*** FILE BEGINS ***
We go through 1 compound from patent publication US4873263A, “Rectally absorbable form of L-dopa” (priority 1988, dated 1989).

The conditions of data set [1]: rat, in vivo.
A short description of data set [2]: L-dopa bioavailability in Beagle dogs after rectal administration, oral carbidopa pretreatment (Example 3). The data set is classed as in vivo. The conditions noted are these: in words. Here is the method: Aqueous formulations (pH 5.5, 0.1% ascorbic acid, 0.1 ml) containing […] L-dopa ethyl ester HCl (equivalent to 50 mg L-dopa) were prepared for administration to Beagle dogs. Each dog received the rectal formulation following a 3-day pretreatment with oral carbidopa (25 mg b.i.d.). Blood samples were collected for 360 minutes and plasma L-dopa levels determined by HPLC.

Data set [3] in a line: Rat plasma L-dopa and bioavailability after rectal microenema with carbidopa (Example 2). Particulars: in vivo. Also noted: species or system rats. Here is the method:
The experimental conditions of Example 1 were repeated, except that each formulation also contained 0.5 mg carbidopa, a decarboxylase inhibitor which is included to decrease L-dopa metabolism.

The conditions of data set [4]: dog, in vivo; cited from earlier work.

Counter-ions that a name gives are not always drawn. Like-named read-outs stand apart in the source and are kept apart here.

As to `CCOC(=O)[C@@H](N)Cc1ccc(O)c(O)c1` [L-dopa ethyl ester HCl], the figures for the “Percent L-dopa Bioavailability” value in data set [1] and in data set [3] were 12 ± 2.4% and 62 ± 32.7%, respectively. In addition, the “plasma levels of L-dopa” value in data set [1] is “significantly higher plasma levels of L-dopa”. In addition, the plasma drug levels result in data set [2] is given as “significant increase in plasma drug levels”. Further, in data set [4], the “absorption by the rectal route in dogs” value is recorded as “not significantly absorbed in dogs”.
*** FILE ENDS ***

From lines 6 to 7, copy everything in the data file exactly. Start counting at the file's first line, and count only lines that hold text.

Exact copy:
The conditions of data set [4]: dog, in vivo; cited from earlier work.

Counter-ions that a name gives are not always drawn. Like-named read-outs stand apart in the source and are kept apart here.